What's the serial number on your Bacon? Supposedly the serial numbers were at 5xxx when the Groton plant opened, 9xxx three years later. Of course, these are banjo serial numbers; mandolins may have been in a different series.
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    Fatally Flawed Bill Kammerzell's Avatar
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    Default Re: Bacon mandolins - who actually built them?

    Couldn't find that Mugwumps history. I made it difficult by forgetting the name.
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    Default Re: Bacon mandolins - who actually built them?

    Quote Originally Posted by allenhopkins View Post
    Regal clearly did build some mandolins marked "Bacon"; research yields a pic of a clearly Regal-built "reverse scroll" mandolin labeled "Bacon Sultana Grande."
    I forgot all about these - yup, they're definitely Regal products. I meant the early '20s mandolins only, the Amateur, Professional and Artist models.
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    Mando-Accumulator Jim Garber's Avatar
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    Default Re: Bacon mandolins - who actually built them?

    My Bacon Artist is numbered 204 and label is signed "William Place 1921." All the Bacon mandolins of those styles have three-digit numbers and most seemed to be dated 1921:
    • 051 Amateur
    • 114 Artist
    • 156 Amateur
    • 161 Artist
    • 182 Professional
    • 20X Professional
    • 204 Artist
    • 221 Artist
    • 221 Artist
    • 316 Professional
    • 432 Amateur/Student


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    poor excuse for anything Charlieshafer's Avatar
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    Default Re: Bacon mandolins - who actually built them?

    William Place was Bacon's counterpart to Gibson's Lloyd Loar. Obviously not as respected or as well known, but the Place signed Bacons are the ones to look for, and can sound really sweet. George Youngblood has restored a number, and was the source for much of Acoustic Music's article. He's currently restoring an Artist for me, but then again, he started 3 years ago and I keep forgetting about it.

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    Mando-Accumulator Jim Garber's Avatar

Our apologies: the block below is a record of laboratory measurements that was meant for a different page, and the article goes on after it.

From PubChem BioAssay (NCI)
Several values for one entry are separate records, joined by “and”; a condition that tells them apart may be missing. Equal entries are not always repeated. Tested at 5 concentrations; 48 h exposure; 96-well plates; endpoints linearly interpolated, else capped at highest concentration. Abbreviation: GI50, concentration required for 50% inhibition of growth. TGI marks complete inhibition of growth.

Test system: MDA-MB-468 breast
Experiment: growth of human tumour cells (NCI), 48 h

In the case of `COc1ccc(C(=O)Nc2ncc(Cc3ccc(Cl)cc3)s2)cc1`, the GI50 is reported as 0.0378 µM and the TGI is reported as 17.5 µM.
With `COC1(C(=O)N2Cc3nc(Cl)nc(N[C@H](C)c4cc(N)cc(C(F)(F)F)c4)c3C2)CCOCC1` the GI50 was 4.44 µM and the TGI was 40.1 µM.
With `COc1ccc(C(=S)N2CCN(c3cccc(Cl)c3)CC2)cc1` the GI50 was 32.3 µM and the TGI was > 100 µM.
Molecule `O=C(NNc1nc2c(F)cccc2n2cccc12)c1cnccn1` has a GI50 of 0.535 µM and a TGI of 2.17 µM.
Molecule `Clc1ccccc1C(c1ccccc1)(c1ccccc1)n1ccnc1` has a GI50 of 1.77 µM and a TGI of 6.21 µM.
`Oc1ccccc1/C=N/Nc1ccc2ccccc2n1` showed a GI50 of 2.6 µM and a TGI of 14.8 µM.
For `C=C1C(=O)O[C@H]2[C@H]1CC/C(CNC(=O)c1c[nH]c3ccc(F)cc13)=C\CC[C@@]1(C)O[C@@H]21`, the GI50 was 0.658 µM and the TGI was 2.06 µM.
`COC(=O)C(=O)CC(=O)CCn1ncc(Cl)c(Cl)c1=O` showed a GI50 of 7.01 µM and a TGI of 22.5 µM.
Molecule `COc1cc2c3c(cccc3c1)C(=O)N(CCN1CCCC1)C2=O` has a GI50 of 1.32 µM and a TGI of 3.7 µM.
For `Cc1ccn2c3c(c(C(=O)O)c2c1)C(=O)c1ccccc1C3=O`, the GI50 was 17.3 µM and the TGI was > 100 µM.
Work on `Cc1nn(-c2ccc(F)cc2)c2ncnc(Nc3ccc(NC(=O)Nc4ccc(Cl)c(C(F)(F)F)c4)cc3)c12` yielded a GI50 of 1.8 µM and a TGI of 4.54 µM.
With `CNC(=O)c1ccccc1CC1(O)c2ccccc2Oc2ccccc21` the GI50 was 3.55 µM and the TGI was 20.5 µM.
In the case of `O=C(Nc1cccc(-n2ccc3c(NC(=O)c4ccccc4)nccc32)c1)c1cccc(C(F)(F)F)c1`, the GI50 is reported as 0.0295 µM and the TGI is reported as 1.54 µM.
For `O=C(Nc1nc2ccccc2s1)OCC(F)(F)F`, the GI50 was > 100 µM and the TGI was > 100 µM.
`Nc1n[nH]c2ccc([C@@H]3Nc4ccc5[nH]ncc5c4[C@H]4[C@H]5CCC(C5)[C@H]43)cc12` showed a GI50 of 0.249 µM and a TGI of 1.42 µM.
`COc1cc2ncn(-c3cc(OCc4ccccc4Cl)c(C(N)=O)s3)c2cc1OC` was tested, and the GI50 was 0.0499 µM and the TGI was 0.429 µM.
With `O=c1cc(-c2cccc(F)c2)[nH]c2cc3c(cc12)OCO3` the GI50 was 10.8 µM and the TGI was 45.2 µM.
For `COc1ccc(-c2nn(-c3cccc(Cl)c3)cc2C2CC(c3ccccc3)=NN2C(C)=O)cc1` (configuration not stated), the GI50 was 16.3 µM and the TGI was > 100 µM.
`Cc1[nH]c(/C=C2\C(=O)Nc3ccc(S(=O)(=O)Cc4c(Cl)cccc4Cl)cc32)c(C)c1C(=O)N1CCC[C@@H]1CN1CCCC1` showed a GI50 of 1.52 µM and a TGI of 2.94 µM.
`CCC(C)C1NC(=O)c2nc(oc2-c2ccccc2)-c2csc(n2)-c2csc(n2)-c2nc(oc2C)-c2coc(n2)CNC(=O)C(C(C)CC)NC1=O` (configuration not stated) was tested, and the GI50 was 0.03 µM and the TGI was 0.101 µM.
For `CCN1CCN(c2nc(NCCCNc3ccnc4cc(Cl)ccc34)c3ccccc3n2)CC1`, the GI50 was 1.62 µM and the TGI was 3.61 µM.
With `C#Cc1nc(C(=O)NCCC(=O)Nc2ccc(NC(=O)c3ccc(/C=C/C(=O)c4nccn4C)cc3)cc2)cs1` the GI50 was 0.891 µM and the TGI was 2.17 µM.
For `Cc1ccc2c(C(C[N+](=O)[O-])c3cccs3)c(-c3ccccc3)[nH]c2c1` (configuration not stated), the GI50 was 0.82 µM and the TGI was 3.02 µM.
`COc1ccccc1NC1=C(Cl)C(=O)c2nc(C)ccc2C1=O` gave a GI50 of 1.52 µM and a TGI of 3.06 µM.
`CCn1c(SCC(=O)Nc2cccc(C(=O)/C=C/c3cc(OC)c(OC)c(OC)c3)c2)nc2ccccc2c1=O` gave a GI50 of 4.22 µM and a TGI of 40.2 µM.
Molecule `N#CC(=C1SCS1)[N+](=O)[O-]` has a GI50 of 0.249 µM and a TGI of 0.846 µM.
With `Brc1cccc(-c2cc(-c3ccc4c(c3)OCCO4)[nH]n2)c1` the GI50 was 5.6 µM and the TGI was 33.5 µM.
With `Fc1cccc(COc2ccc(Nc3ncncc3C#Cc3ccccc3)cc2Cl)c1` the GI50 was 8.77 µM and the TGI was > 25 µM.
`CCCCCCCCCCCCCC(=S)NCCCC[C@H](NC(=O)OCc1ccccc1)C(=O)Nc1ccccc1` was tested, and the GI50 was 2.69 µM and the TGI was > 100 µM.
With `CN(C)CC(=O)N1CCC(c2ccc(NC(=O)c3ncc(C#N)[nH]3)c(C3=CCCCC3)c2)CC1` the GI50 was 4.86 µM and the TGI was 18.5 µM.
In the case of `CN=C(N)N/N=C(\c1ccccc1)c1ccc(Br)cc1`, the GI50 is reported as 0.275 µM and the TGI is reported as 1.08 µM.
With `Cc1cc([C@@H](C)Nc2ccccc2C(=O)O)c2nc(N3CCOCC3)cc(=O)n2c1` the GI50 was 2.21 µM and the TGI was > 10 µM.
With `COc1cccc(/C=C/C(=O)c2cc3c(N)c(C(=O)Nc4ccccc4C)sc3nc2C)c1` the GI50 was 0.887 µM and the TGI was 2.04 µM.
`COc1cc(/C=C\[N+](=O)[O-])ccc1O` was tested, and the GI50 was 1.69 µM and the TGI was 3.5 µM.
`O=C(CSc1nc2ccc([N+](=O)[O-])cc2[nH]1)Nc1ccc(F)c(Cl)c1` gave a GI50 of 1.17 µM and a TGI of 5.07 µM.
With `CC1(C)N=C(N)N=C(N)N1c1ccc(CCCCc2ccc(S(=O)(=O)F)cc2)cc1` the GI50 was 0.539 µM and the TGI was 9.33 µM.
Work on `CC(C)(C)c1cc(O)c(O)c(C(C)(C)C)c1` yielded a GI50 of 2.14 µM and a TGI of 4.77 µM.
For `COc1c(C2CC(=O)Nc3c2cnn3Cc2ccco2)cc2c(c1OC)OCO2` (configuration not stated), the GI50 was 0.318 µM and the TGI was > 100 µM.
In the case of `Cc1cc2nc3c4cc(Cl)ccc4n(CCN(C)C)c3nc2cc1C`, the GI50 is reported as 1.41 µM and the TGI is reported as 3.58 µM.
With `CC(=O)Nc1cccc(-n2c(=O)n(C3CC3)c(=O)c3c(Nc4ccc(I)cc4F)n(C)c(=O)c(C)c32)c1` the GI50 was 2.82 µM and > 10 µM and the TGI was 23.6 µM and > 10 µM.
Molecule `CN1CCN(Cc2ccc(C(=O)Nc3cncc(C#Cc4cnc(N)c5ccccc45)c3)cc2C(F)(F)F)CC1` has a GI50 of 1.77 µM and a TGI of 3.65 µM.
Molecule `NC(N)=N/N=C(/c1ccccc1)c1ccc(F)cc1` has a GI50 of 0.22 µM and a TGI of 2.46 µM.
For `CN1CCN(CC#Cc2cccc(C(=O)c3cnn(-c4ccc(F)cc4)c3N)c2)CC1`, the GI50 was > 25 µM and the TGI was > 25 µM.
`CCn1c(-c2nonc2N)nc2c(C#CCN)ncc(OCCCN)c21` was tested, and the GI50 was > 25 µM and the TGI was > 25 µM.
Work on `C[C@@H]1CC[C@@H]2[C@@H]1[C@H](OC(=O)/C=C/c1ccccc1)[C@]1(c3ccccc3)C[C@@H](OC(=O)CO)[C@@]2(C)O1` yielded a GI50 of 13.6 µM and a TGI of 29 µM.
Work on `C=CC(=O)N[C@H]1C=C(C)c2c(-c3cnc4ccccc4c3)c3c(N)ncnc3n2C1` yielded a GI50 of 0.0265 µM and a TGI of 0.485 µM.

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    Default Re: Bacon mandolins - who actually built them?

    I don't know if I would call Place Bacon's counterpart to Loar. Yes, they were both mandolin players but I am not sure how much Place had influence over the design at Bacon as much as Loar did at Gibson. Also, Loar might be more remembered these days by us modern players but I believe that Place was pretty famous in the mandolin concert scene back in his day. He also wrote a respected mandolin method and made recordings quite a bit as well.
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    Mandolin tragic Graham McDonald's Avatar
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    Default Re: Bacon mandolins - who actually built them?

    While not contributing much to answering Noah's original question, here is the first advertisement from Bacon about the new line of mandolins, as published in The Crescendo in April 1921.

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    Mando-Accumulator Jim Garber's Avatar
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    Default Re: Bacon mandolins - who actually built them?

    I take back some of what I said above. According to that ad that Graham posted Place was the Loar of Bacon (my next band name). Still I wonder if Loar was any more famous at the time as Place.
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    poor excuse for anything Charlieshafer's Avatar
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    Default Re: Bacon mandolins - who actually built them?